The Danger of Fighting On
This has been a strange political year, particularly for a man who has been consumed by politics and governance for seven of his nine decades. I have read, watched, listened to and studied this campaign. I was impressed by the strength and breadth of our Democratic candidates and believed that the country would have been well served by the nomination of any of them. But over the past few, very contentious months, and especially in recent weeks, I have come to feel compelled to insert myself into the debate on behalf of the party to which I have devoted my life.
I understand the consequences of a bitter nomination fight that goes to the floor of a national convention. I became chairman of the Democratic National Committee in December 1972, just a month after our disastrous presidential defeat and five months after a brutal and divisive Democratic convention in Miami. I was elected to put the party back together. It was perhaps the most difficult task of my life.
The fissures and distrust that became manifest over the 1972 campaign took years to heal. Veterans of that battle may still carry some of the scars. If I have one more contribution to make to the Democratic Party, it is perhaps to help us avoid repeating past mistakes.
I have not been engaged with any candidate, nor will I be. Sens. Hillary Clinton and Barack Obama have waged brilliant campaigns organizationally, financially, programmatically and personally. Both should be exceedingly proud of what they have accomplished and how their debate has energized our great nation. America would be in good hands if either became president. But I am disturbed by the intensity of the debate, the longevity of the battle and the occasional personalization of the rhetoric. I love this country, and I love my party. I know the stakes of this election and the consequences of both success and failure.
I remember Ronald Reagan's ultimate political question: "Are you better off now than you were?" It's painful to compare the United States today with what it was in 2000. On indicator after indicator, we have fallen backward. Under the last Democratic administration, we had huge budget surpluses; now we wallow in debt. Real income was growing; now it is shrinking. The price of energy was contained; now it is out of control. We were at peace; now we are in a two-front war that threatens to expand to Iran. Before, America was at the pinnacle of respect, power and influence around the world; now we are held in contempt, even by our closest historic allies. Above all, the sense of optimism that defined the American dream has been shattered. Eight out of 10 Americans are convinced that our nation is going in the wrong direction. If ever there was a time, indeed a demand, for change, it is now.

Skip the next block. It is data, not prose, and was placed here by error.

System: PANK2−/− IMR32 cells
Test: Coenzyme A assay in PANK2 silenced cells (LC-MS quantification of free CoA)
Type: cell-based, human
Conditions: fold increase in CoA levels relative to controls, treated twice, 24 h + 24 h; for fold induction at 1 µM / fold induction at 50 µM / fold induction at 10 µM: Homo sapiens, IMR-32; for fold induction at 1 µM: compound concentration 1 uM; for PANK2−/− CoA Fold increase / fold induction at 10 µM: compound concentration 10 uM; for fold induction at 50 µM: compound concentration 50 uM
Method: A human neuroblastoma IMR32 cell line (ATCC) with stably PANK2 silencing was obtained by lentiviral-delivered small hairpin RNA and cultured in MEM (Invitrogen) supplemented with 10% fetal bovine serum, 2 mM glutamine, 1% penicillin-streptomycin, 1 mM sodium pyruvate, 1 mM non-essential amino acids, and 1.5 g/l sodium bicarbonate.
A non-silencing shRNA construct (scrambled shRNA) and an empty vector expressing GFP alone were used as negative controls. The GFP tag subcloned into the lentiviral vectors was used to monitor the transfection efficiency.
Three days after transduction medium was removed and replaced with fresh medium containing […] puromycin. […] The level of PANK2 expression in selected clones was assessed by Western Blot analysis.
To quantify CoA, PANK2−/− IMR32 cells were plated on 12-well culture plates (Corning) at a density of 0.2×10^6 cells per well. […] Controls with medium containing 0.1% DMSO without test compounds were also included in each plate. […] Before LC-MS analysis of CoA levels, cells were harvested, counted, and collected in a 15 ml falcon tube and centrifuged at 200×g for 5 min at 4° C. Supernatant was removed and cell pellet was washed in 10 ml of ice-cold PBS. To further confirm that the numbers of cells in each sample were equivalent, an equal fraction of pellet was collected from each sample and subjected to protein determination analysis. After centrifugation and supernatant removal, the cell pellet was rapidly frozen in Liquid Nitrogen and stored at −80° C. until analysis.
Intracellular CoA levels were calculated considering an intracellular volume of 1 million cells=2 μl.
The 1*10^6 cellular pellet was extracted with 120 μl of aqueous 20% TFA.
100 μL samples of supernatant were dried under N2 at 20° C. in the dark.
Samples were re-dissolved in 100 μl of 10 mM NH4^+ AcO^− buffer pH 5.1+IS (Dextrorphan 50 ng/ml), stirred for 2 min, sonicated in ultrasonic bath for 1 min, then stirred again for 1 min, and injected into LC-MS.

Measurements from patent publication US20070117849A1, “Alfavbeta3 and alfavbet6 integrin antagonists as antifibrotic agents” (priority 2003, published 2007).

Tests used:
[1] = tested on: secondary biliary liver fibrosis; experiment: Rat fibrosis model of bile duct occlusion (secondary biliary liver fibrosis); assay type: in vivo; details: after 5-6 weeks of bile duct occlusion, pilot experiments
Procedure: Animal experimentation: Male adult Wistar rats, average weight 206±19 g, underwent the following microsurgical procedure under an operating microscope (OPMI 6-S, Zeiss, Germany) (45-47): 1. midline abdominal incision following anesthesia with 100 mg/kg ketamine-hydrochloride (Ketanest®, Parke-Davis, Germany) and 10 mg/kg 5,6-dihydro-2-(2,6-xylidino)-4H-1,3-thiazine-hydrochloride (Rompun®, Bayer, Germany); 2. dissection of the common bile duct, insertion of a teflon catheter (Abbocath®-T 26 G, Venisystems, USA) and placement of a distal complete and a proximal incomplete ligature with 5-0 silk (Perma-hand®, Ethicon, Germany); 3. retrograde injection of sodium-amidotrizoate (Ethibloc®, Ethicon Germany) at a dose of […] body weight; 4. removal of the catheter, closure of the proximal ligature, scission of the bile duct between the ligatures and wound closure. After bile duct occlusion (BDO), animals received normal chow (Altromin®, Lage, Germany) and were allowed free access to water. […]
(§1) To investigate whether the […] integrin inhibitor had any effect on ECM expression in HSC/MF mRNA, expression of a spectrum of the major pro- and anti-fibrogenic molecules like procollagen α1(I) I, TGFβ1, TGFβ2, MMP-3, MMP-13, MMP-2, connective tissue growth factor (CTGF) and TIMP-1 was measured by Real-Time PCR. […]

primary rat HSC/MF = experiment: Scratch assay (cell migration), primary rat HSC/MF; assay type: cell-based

If the Democratic Party cannot win with this hand of cards, maybe we don't deserve to. We have to make fundamental decisions. No matter whom we supported in our nominating process, and with whatever intensity, we have to focus on how much we want to practice the policies that we preach and how much we want to change the direction of our country. The battle has lasted 15 months. Tens of millions have participated, including record numbers of new voters, and the amount of campaign contributions has been unprecedented. We all should be proud of what has been accomplished. But Democrats should also understand that prolonging our internal war seriously endangers our chance to recapture the presidency.
John McCain has had an easy time over the past few months as the presumptive Republican nominee. All through the primaries, he never had to defend the disaster of the past eight years. McCain never had to play Republican defense. Simultaneously, however, the Democratic Party has been engaged in an epic war between two giants. McCain's best two months have coincided to the Democrats' worst two months. Despite this, we are beating McCain in the polls. I am convinced that he has seen his best days and his best numbers.
But that conviction is predicated on the Democratic Party shifting out of nominating mode. Our success depends on making this a debate between two parties, two visions and two generations of Americans -- a plebiscite on the past vs. the future. The process has been played, and it has been played out.
Democrats should rally around our nominee as soon as possible so the general election campaign can begin and the contrast between John McCain and the Democratic Party can be drawn for the American people. Having put our party back together after the 1972 convention, I know that every week of delay tempts a hardening of irreconcilable differences. If we are to win for America, the Democratic Party has to unite now.
Robert S. Strauss was chairman of the Democratic National Committee from 1972 to 1977.